Thursday, August 25, 2011

The Search for Religious Freedom

Church of the Brethren logo
Wilhelmus Knepper (1691-1767), born in Solingen, Westphalis, Germany, is the son of Hans Peter Knepper (1658-1737).  Hans is the 8th great grandfather of my daughter-in-law Melissa Murphy Oliver, and Wilhelmus is Melissa’s 7th great-granduncle.

During this time, Germany only recognized the Roman Catholic and Lutheran churches.  Other religions were banned, and people were imprisoned for not being a member of one of these two religions.   However, there were others who did not follow the beliefs of these two churches:  Today’s Church of the Brethren developed because of religious dissent.

The Church of the Brethren was founded in 1708.  Members of this church believed in adult baptism—separating them from the recognized state religions.  The followers of this church referred to themselves as the “brethren.”

Originally, Wilhelmus was a member of the Reformed Lutheran Church, being baptized on October 27, 1691.  However, in 1719, at the age of 23, he joined the Dunkard Church, also known as the German Baptist Church—today’s Church of the Brethren.  During the same year, Wilhelmus, and four other members of the Church of the Brethren, were arrested and taken to Dusseldorf to be tried for the religious crime of adult baptism. 

Wilhelmus, and the other, refused to recant their beliefs; thus, they were sentenced to hard labor in Solengen Prison, Julich, Germany.   A weaver by trade, Wilhelmus learned to make buttons, which he and the others sold for the goods they needed to survive; i.e., food and clothing.  Additionally, while in prison, Wilhelmus composed about 400 hymns.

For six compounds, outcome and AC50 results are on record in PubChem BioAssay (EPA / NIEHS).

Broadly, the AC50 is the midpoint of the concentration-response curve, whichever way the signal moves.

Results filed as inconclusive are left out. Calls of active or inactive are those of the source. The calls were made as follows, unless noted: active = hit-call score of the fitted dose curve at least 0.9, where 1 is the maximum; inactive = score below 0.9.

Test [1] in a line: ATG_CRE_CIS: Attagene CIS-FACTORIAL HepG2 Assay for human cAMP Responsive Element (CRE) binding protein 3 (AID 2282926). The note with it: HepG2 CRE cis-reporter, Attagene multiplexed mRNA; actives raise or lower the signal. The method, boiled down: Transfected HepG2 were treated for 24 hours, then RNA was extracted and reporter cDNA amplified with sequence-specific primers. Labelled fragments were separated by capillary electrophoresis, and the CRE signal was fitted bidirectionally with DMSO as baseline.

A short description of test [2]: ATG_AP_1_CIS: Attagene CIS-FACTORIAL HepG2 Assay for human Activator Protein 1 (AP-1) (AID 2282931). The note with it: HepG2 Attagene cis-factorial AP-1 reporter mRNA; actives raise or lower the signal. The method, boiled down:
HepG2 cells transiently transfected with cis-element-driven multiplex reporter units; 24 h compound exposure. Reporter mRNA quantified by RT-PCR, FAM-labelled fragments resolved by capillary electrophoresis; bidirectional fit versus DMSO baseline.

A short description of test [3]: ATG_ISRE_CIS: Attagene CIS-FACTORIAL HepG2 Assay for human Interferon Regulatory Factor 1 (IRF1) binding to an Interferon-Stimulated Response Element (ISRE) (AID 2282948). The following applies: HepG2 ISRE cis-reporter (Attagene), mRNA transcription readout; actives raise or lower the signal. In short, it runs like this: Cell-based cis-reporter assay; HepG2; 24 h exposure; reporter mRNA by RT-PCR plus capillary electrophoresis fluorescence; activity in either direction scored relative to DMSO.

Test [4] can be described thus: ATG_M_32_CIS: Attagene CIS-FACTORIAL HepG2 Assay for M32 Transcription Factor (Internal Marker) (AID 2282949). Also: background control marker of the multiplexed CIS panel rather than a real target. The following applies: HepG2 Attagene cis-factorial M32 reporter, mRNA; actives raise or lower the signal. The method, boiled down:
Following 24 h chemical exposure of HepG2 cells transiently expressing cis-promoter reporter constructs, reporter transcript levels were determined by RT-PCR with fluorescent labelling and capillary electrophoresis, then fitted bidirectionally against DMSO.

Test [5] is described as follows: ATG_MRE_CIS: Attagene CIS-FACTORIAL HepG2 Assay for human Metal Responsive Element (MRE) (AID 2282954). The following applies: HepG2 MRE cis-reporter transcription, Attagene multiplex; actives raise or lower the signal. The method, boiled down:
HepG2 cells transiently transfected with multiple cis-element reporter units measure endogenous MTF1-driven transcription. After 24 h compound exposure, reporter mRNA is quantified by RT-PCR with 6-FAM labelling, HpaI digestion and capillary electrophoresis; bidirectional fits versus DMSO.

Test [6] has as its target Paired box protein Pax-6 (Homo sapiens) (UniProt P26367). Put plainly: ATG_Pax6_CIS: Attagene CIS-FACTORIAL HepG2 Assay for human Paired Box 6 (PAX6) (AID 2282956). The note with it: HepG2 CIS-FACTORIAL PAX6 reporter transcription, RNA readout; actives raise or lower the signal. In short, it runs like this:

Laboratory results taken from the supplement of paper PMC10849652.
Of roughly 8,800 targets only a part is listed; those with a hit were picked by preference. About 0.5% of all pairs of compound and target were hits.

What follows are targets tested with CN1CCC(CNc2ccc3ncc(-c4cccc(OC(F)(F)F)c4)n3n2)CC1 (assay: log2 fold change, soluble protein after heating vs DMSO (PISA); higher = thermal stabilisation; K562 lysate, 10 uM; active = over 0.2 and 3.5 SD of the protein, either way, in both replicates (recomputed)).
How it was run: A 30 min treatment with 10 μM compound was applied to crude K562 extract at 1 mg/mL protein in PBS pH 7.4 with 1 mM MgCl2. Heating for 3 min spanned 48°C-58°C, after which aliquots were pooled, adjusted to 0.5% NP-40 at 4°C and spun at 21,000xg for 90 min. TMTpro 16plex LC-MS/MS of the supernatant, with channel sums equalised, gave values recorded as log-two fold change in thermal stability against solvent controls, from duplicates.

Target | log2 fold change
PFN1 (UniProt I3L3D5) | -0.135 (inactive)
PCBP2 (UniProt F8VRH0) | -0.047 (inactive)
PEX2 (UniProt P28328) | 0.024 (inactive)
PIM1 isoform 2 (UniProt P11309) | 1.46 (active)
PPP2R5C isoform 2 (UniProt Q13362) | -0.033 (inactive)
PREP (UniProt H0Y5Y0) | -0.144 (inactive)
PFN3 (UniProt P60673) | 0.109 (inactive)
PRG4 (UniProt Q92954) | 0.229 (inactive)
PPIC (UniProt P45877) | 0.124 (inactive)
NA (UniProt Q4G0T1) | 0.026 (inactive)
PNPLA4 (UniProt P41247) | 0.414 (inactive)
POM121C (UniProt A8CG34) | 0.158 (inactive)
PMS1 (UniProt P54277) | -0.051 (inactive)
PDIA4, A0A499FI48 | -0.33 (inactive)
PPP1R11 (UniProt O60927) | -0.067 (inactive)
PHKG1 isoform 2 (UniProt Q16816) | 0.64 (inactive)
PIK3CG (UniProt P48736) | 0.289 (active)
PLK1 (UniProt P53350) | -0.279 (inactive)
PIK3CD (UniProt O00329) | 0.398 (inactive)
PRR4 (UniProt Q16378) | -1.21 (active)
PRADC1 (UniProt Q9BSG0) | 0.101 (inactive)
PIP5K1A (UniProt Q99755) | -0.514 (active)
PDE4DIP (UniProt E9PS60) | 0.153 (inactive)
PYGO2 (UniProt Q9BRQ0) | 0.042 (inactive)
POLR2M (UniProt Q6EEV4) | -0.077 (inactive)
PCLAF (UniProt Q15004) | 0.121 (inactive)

After one year, Wilhelmus, and the others, were released on November 20, 1720.  Because of the religious persecution the “brethren” were receiving, these religious dissenters had been resettling in the Netherlands where there was better tolerance.  Wilhelmus, and the other men who had been imprisoned with him, also went to the Netherlands.  While in the Netherlands, Wilhelmus met and married his wife Veronica Bloem (1702-1769).

Because of increasing religious persecution, the “brethren” emigrated to North America.  On July 7, 1729, a large group left the Netherlands with a large group Sailed on the Shill Allen, captained by James Craigie:  Wilhelmus and Veronica Knepper were part of the group.  The ship arrived on September 15, 1729, settling in Ephrata, Pennsylvania Colony.

Veronica and Wilhelmus had five children; the two listed below helped to advance the Church of the Brethren:

  • Mary (1725-died after 1807) married George Adam Martin (1712-1794), a controversial German Baptist Church minister, from which he was ex-communicated.  He then became a minister of the Seventh-Day German Baptists. In 1764, he conducted a successful revival in the Antietam settlement, which gave birth to the present Snow Hill Society of German Seventh-Day Baptists.  He also founded a church at Stony Creek, Somerset County, Pennsylvania, where he is buried. 
  • Elisabeth (1740-1807) never married.  In her will Elizabeth left land for use as a meeting-house and graveyard.  This gift is part of the present Mount Zion Cemetery in Quincy Township.  A small meeting-house was built on the donated in 1837 and was used in turn by the German Baptists and Seventh-Day German Baptists. In 1888 the building was replaced and used as a church by the German Baptists, Seventh-Day German Baptists, and Old Order German Baptists.  Like her father, Elizabeth she also wrote hymns.  She is among many family members buried in the Mount Zion Cemetery graveyard. 

Thomas Paine, one of our “found fathers” said the following:  “Persecution is not an original feature in any religion; but it is always the strongly marked feature of all religions established by law. Wilhelmus Knepper’s story supports Paine's statement.

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